• clean –> Cleans the bin/ directory. Recommended when you switch to another SETUP.

  • mrproper –> Removes all the data related to some specific make configuration. All the code is restored to its default. The outputs directory will not be touched.

scripts/make.py (Stage2)

The second step in the building process is to call make.py. This file does not need a manual invocation, and is launched from the main Makefile (stage1). In general, the compilation process is expensive when you are working with CUDA files. For this reason, a parallel make process is highly desirable. Normally, a general Makefile can handle parallel compilation, but in the FARGO3D case (that uses a lot of scripting) some race conditions could be appear in parallel Makefiles. Since the GNU make utility does not have a proper way to avoid such problem, we developed an interface between Makefile and src/makefile to do all the building process in the right order: first invoking the scripts to build all the headers and variable declarations and then a parallel execution of src/makefile. Also, make.py keeps track of the last flags used in the last built (sticky options). All this information is stored in the hidden file std/.lastflags.

src/makefile (Stage3)

The third and last step in the building process is to call src/makefile, which is done by scripts/make.py. The role of this makefile is to build the executable, normally called fargo3d in the main directory. All the calls to scripts are done here. Inside there are a set of rules for making the executable in the correct sequence. You may have a look through these different rules, which are self-documented by their names.

There is a set of system-configuration blocks, that allows to build FARGO3D on different platforms with the same makefile. This configuration blocks are selected by using the environment variable called FARGO_ARCH (the same as for the FARGO code). Also, inside this makefile are defined a lot of useful variables. Here is where the structure of the code is defined, and where the variable VPATH is specified. This variable is extremely powerful, and if you want to extend the FARGO3D directory structure, you should learn about the use of this variable (GNU Make Reference Guide).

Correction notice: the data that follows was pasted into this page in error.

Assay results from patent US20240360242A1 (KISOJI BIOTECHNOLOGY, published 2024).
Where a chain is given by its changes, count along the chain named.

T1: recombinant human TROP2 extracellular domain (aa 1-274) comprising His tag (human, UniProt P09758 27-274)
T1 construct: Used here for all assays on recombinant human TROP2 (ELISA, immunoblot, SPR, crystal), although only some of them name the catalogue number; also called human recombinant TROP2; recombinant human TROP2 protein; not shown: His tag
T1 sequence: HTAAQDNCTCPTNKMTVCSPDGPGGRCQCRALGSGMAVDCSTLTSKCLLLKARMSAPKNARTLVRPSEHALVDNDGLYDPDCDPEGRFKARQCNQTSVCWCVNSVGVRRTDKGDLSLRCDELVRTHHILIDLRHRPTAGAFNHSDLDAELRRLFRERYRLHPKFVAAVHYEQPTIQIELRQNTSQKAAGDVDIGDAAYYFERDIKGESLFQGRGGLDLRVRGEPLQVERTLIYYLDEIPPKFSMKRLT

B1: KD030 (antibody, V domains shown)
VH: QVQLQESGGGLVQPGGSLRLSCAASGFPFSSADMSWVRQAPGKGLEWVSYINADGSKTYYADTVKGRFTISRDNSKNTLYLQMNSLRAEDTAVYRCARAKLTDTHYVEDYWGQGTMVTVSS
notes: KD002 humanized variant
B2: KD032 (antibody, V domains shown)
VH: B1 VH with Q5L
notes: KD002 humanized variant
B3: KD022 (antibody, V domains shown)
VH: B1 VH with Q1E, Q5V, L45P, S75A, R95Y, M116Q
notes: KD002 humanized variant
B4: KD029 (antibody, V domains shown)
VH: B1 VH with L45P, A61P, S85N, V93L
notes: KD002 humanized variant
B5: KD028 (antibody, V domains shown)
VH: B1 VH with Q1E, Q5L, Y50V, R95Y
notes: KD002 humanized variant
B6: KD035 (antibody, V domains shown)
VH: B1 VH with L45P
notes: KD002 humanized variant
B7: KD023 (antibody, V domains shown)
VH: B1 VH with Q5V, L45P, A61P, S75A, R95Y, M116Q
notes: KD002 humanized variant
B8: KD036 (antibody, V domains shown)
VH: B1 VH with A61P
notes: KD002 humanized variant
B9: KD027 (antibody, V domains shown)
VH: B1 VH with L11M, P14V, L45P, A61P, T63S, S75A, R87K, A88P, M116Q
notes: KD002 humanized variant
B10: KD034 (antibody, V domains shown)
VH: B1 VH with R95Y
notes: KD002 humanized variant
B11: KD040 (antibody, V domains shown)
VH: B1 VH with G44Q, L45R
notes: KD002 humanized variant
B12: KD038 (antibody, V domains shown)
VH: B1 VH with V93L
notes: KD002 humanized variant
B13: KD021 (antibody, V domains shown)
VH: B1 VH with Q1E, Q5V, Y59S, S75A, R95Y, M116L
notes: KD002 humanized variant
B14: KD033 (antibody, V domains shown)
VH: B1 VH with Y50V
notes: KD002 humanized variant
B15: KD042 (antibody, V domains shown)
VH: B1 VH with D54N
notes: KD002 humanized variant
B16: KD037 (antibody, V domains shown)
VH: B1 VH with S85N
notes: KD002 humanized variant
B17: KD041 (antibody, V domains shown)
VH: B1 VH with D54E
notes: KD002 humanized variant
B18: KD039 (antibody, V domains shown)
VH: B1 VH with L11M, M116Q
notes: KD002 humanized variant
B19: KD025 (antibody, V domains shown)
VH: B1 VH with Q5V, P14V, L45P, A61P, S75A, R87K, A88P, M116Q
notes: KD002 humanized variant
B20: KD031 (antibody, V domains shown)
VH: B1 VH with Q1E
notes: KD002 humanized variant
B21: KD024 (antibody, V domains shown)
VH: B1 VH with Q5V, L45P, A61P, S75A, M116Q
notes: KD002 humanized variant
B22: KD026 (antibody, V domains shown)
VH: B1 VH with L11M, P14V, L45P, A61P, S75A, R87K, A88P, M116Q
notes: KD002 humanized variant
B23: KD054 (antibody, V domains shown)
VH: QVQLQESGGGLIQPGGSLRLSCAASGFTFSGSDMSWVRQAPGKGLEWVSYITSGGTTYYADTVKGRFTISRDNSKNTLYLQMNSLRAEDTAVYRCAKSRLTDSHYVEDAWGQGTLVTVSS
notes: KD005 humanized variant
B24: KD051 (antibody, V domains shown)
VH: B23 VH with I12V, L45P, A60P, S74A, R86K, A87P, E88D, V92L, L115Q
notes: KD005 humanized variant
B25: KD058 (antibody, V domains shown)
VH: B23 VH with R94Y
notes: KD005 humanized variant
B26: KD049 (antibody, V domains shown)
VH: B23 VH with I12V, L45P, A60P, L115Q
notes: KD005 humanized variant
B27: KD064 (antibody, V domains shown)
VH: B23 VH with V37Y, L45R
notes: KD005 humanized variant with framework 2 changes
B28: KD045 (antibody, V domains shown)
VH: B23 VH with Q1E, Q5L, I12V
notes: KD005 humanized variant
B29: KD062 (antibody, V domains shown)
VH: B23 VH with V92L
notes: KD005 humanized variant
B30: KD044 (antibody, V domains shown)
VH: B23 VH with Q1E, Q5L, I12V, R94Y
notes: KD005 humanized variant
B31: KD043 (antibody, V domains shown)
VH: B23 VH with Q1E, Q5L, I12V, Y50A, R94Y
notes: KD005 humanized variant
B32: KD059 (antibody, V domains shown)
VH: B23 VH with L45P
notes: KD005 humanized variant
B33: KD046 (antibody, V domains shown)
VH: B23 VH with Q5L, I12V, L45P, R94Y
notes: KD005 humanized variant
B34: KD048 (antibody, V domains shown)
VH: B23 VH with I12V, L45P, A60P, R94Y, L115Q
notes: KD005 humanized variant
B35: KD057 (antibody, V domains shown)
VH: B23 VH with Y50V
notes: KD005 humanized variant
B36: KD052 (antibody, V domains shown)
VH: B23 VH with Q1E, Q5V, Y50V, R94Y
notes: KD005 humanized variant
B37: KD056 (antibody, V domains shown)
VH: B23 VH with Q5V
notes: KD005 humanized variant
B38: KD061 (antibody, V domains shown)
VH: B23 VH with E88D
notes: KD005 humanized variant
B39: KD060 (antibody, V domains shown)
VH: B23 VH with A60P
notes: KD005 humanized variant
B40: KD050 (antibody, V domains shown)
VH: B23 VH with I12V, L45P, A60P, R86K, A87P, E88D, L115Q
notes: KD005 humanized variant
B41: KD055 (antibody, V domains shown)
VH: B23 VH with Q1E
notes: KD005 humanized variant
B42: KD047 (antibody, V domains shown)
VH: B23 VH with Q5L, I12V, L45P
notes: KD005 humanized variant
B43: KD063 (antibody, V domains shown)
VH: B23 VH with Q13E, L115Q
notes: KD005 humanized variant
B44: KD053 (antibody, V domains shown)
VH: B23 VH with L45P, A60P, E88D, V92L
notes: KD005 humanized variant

Another important set of variables are:

  • MAINOBJ: The name of all the CPU objects that will be linked with the final executable. All new source file in the code must to be included in this variable (with the .o extension, instead of .c)
  • GPU_OBJ: The name of the static kernels used in the code. In practice, you will never need have to touch it. By static we mean that these few kernels are not generated automatically from the C code by a Python script.
  • GPU_OBJBLOCKS: The name of the objects that will be generated by the script c2cuda.py. Note all of them must have the suffix _gpu.o, with a prefix that is the one of the corresponding C file. This is very important, because the rule that generates CUDA-files from C-files uses the suffix of the object name. In the tutorial on how to develop a GPU-Routine (function) this will be presented in more detail. All the functions that must be generated automatically from C code at build time must appear as a list in this variable.

FARGO_ARCH environment variable

FARGO3D is a multi-platform code, and can run on a modern cluster of GPUs but also on your personal computer, even without a GPU. For the ease of use, we adopt a computer-dependent makefile scheme, managed by the environment variable FARGO_ARCH.

You can see in src/makefile a group of lines similar to:

#LINUX PLATFORM (GENERIC)
#FARGO_ARCH must be set to LINUX
CC_LINUX      = gcc
SEQOPT_LINUX  = -O3 -ffast-math
PARAOPT_LINUX = ${SEQOPT_LINUX}
PARACC_LINUX  = mpicc
LIBS_LINUX    = -lm
INC_LINUX     =
NVCC_LINUX    = nvcc
PARAINC_LINUX =
PARALIB_LINUX =

These lines are telling the makefile where the libraries are and which compilers will be used. In the LINUX case (default case), we are not including any parallel library to PARALIB and any header to PARAINC because we are assuming they are in your LD_LIBRARY_PATH, or they are installed in the default places. In general, in your cluster you should have something similar to:

#FARGO_ARCH must be set to MYCLUSTER
CC_MYCLUSTER      = /bin/gcc
SEQOPT_MYCLUSTER  = -O3 -ffast-math
PARAOPT_MYCLUSTER = ${SEQOPT_LINUX}
PARACC_MYCLUSTER  = /bin/mpicc
LIBS_MYCLUSTER    = -lm
INC_MYCLUSTER     =
NVCC_MYCLUSTER    = ${CUDA}/bin/nvcc
PARAINC_MYCLUSTER = -I/${MPIDIR}/include
PARALIB_MYCLUSTER = -L/${MPIDIR}/lib64

Where MPIDIR and CUDA are variables pointing to the place where MPI and Cuda are installed.

To use the FARGO_ARCH variable, you have two options:

  • define FARGO_ARCH before compiling the code.
  • define FARGO_ARCH in your personal .bashrc or .tcshrc file (depending on your shell).

If you do not have a standard Linux distribution, do not forget to export the variable FARGO_ARCH in your ~/.bashrc file:

$: vi USER_DIR/.bashrc

and add the following line:

export FARGO_ARCH=MYCLUSTER

where MYCLUSTER is only an example name. You should modify it to match the name that you defined in the src/makefile. This file is provided as is with a few examples that you may adapt to your own needs.